The enduring question about the only British Open Ben Hogan ever
played in is this: Why did he enter in the first place? After
all, he was 40 years old in 1953--an old 40 because of his car
accident four years earlier. "I'm getting awfully tired," he had
said that June after winning the U.S. Open at Oakmont. "Someday
there has to be a stopping point." He was sore, too. Tournament
golf sharpened and spread the chronic pain in his legs, shoulder
and back. And he was busy. In July he would open the doors of the
Ben Hogan Golf Company, in Fort Worth,
Texas, and machines had to be bought, employees hired and
Why play in the British Open? He certainly had nothing to prove.
Hogan had entered five official tournaments in 1953 and won four
of them. He'd taken the U.S. Open by six shots, the Masters and
the Colonial by five. To do well in the British Open, he'd have
to learn to play a different game, with a smaller ball and a
fiercer wind on a course--Carnoustie--that was to an American
country club what hockey is to figure skating. Winning would be
nice, but doing poorly might put at risk his lofty reputation,
which he would soon have to rely on to sell clubs.
An important logistical problem also made him hesitate. Although
he wasn't phobic about it, Hogan hated to fly. On his only other
trip to Europe, in 1949 as the U.S. Ryder Cup captain, he and his
squad had gone by boat. He'd rather float than fly if he went
again, but he knew there wouldn't be time for that. He had a
dozen reasons not to play, and with his physical problems, no one
would have blamed him if he passed.
Still, they pined for his presence in Europe. For example the May
issue of Edinburgh-based Golf Monthly had this headline:
HOGAN--THE MASTER--COME OVER. "In phantasy we see Hogan, the
enigma, silent, austere, resolute, battling out on the windswept
links of the Angus seaboard," the story read. "Do not leave it
too late, Ben, to take your place amongst the immortals of golf
and the supreme honour in the game."
Hogan waffled, then cabled his entry only a few days before the
deadline. For the press he recited an elaborate series of reasons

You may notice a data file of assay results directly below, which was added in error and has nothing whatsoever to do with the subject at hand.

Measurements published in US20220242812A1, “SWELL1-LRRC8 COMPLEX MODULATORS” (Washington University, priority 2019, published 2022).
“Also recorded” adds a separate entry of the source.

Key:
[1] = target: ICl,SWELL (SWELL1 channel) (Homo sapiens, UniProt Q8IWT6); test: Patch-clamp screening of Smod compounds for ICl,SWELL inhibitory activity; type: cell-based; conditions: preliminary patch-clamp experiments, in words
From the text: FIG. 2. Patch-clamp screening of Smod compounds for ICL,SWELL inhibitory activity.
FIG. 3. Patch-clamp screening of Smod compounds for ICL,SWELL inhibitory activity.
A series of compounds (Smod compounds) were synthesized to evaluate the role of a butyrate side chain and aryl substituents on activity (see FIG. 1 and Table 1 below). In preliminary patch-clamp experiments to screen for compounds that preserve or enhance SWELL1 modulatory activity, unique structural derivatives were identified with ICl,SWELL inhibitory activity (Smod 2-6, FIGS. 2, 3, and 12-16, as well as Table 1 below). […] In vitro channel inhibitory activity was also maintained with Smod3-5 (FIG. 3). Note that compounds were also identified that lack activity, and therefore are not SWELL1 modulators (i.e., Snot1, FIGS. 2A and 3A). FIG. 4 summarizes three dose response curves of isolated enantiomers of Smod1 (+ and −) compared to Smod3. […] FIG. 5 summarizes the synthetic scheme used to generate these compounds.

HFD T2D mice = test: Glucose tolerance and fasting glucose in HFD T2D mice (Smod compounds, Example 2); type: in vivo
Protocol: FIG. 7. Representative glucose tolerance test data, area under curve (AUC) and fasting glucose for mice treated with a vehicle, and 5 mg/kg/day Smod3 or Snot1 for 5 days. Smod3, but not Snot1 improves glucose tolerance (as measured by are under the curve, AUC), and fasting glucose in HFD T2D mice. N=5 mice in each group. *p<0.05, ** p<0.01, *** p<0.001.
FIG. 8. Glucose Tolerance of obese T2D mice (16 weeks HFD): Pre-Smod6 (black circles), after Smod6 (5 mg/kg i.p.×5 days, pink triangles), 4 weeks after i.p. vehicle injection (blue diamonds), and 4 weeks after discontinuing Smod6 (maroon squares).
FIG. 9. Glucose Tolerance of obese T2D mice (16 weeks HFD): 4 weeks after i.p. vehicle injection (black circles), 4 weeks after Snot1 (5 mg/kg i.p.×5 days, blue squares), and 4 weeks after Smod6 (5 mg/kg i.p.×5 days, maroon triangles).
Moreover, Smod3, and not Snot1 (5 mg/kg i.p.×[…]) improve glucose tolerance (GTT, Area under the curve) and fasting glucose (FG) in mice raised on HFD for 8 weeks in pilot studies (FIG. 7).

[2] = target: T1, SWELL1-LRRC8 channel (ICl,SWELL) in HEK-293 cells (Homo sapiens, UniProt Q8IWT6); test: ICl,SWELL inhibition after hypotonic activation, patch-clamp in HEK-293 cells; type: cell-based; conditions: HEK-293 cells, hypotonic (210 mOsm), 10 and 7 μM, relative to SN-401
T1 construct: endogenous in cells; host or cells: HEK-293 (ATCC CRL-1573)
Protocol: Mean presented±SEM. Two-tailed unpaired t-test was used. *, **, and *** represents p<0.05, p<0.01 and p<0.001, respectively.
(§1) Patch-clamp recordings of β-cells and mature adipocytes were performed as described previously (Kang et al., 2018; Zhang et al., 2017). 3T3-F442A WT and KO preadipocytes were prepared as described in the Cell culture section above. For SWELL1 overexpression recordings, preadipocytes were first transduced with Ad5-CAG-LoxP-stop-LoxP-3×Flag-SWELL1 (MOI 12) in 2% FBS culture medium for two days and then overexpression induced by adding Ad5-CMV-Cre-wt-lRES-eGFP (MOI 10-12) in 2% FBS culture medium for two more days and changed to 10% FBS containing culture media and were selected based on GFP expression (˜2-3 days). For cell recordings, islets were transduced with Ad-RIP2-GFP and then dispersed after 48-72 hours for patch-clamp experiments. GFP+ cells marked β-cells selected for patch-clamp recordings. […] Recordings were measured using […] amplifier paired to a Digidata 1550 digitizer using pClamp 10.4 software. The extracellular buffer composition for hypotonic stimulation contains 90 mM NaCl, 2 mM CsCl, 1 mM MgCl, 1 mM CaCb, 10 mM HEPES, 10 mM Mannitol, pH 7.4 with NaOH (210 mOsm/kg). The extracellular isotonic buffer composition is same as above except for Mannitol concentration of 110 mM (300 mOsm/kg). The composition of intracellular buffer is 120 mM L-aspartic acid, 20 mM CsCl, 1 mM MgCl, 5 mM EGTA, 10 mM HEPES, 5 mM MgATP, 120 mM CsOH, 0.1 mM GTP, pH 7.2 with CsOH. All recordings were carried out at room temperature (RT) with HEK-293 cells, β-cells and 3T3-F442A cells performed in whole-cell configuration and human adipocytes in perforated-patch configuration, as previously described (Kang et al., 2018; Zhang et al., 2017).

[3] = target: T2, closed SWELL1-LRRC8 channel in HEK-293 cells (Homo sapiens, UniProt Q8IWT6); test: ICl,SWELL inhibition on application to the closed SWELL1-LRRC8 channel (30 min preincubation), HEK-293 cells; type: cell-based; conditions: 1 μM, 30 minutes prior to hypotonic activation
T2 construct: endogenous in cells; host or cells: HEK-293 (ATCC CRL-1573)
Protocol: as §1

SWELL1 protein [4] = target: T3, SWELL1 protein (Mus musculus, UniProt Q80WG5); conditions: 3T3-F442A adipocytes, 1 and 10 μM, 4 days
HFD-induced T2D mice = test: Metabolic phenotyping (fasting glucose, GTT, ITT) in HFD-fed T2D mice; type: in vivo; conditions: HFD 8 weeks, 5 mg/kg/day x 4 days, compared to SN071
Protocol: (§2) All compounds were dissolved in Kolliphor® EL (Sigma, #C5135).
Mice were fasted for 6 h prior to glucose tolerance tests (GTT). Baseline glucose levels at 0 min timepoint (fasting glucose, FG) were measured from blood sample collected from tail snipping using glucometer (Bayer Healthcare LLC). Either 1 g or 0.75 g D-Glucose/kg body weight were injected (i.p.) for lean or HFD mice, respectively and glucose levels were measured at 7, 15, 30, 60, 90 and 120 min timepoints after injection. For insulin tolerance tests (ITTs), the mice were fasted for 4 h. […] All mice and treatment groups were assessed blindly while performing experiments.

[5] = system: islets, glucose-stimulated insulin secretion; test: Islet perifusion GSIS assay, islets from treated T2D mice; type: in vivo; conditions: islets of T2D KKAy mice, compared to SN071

for doing so: His center-shafted putter, previously banned by the
R&A, was now approved; he had no schedule conflicts; with this
Open set for July instead of May or June, as it sometimes was, he
had a good chance of avoiding the cold temperatures that bothered
him so mightily; he'd heard that Carnoustie was one of the finest
golf courses--if not the finest--in the world; respected old
friends such as Bobby Cruickshank and Walter Hagen had urged him
to go; and so many other, unknown fans had wanted him to play
"that I feel it's my patriotic duty as an American to please
them," Hogan said.
Hogan delivered these thoughts like a legal brief, prefacing each
section with an ordinal "first ... second" and so on. But
something he said more casually may have been his deepest, truest
motivation: "I'd like to see how I can do."
When Ben and his wife, Valerie, arrived in Scotland on June 23,
with the Open still 13 days away, they rented a Humber, a big,
black banker's car, and hired a driver. It was a good thing they
did. Their room in the Bruce Hotel in Carnoustie turned out not
to have a bathroom, and Hogan needed his own tub for the nightly
soaking of his aching legs. Every other hotel in a 20-mile radius
"Let's go back to the airport," Ben said. But Valerie remembered
their backup plan, a rental house belonging to National Cash
Register, an American company with a factory in the area. So they
stayed in Dundee, 12 miles to the west, in a house called Tay
Park, in a room with a view and a bathroom. The Hogans went out
only twice during their long stay in Dundee, both times to the
movies. History does not record what they saw, but perhaps the
Hogans went to see their friend Glenn Ford, who'd played Ben so
unconvincingly in Follow the Sun. Ford was starring in The Green
Glove at the Reres Theater in nearby Broughty Ferry.
A handful of people tagged along the first time Hogan played a